World Library  
Flag as Inappropriate
Email this Article

Larvacea

Article Id: WHEBN0000897596
Reproduction Date:

Title: Larvacea  
Author: World Heritage Encyclopedia
Language: English
Subject: Tunicate, Chordate, Ascidiacea, Chordate classes, List of chordate orders
Collection: Animal Classes, Chordate Classes, Tunicates
Publisher: World Heritage Encyclopedia
Publication
Date:
 

Larvacea

Appendicularia
Scientific classification
Kingdom: Animalia
Phylum: Chordata
Subphylum: Tunicata
Class: Appendicularia Lahille 1890
Order: Copelata
Families
Synonyms

Larvacea Herdman1891
Perennichordata Balfour 1881

Larvaceans (Class Appendicularia) are solitary, free-swimming tunicates found throughout the world's oceans. Like most tunicates, appendicularians are filter feeders. Unlike most other tunicates, they live in the pelagic zone, specifically in the upper sunlit portion of the ocean (photic zone) or sometimes deeper. They are transparent planktonic animals, generally less than 1 cm (0.39 in) in body length (excluding the tail).

Biology

The appendicularian body shape resembles that of the tadpole-like larvae of most tunicates. Like a common tunicate larva, the adult appendicularian form has a discrete trunk and tail. Evolution by retaining juvenile traits as an adult is known as neoteny.

Like most tunicates, appendicularians feed by drawing particulate food matter into their pharyngobranchial region, where food particles are trapped on a mucus mesh produced by the pharynx and drawn into the digestive tract. The mucus mesh lies over two clefts in the pharynx, one on either side, rather than the much larger number of clefts found in most other tunicates. Furthermore, the clefts, and the anus open directly to the outside, so the animal lacks the atrium and atrial siphon found in related classes.

Appendicularians have greatly improved the efficiency of food intake by producing a test (a kind of skeleton) known as a "house" of protein and cellulose that, in most cases, surrounds the animal like a bubble, and which contains a complicated arrangement of filters that allow food in the surrounding water to be brought in and concentrated prior to feeding. Even in those species in which the house does not completely surround the body, such as Fritillaria, it is always present and attached to at least one surface. The high efficiency of this method allows larvaceans to feed on much smaller nanoplankton than most other filter feeders.

These houses are discarded and replaced regularly as the animal grows in size and the filters become clogged; in

  • General article on pelagic tunicates, including larvaceans
  • Appendicularia Fact Sheet

External links

  • Bone, Q. 1998. The Biology of Pelagic Tunicates. Oxford University Press.
  • Clarke, T.; Bouquet, JM; Fu, X; Kallesøe, T.; Schmid, M; Thompson, E.M. (2007), "Rapidly evolving lamins in a chordate, Oikopleura dioica, with unusual nuclear architecture", Gene 396 (1): 159–169,  .
  1. ^ Robison, BH., Reisenbichler, KR., RE. Sherlock (2005). "Giant Larvacean Houses: Rapid Carbon Transport to the Deep Sea Floor". Science 308 (5758): 1609–1611.  

References

The recent development of techniques for expressing foreign genes in Oikopleura dioica has led to the advancement of this species as a model organism for the study of gene regulation, chordate evolution, and development.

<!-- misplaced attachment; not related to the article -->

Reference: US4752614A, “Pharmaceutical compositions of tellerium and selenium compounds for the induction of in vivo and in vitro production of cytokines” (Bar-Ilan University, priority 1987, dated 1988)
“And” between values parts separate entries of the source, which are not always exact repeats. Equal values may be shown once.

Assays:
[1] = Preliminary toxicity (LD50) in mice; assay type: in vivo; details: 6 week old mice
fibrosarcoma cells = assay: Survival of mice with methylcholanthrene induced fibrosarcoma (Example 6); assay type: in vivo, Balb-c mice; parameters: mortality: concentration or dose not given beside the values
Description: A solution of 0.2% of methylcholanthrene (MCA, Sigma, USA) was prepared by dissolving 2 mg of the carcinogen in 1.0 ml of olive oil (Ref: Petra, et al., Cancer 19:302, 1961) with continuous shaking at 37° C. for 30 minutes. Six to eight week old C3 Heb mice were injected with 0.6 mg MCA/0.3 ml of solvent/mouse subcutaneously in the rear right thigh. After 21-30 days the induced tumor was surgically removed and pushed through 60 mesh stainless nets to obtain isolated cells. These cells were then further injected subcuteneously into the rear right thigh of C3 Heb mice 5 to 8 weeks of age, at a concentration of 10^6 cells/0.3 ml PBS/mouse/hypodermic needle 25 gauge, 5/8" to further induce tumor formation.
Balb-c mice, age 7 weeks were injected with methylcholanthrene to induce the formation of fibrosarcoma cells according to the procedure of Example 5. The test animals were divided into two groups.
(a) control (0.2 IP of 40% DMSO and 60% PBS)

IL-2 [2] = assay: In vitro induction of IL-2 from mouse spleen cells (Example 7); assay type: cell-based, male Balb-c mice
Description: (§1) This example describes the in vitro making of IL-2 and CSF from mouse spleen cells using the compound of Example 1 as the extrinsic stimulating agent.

Appendicularians reproduce sexually. The immature animals resemble the tadpole larvae of ascidians, albeit with the addition of developing viscera. Once the trunk is fully developed, the larva undergoes "tail shift", in which the tail moves from a rearward position to a ventral orientation and twists 90° relative to the trunk. Following tail shift, the appendicularian begins secretion of the first house.

The tail of appendicularians contains a central notochord, a dorsal nerve cord, and a series of striated muscle bands enveloped either by epithelial tissue (oikopleurids) or by an acellular basement membrane (fritillarids). By regularly beating the tail, the appendicularian can generate water currents within its house that allow the concentration of food.

[1]

This article was sourced from Creative Commons Attribution-ShareAlike License; additional terms may apply. World Heritage Encyclopedia content is assembled from numerous content providers, Open Access Publishing, and in compliance with The Fair Access to Science and Technology Research Act (FASTR), Wikimedia Foundation, Inc., Public Library of Science, The Encyclopedia of Life, Open Book Publishers (OBP), PubMed, U.S. National Library of Medicine, National Center for Biotechnology Information, U.S. National Library of Medicine, National Institutes of Health (NIH), U.S. Department of Health & Human Services, and USA.gov, which sources content from all federal, state, local, tribal, and territorial government publication portals (.gov, .mil, .edu). Funding for USA.gov and content contributors is made possible from the U.S. Congress, E-Government Act of 2002.
 
Crowd sourced content that is contributed to World Heritage Encyclopedia is peer reviewed and edited by our editorial staff to ensure quality scholarly research articles.
 
By using this site, you agree to the Terms of Use and Privacy Policy. World Heritage Encyclopedia™ is a registered trademark of the World Public Library Association, a non-profit organization.
 


Copyright © World Library Foundation. All rights reserved. eBooks from Project Gutenberg are sponsored by the World Library Foundation,
a 501c(4) Member's Support Non-Profit Organization, and is NOT affiliated with any governmental agency or department.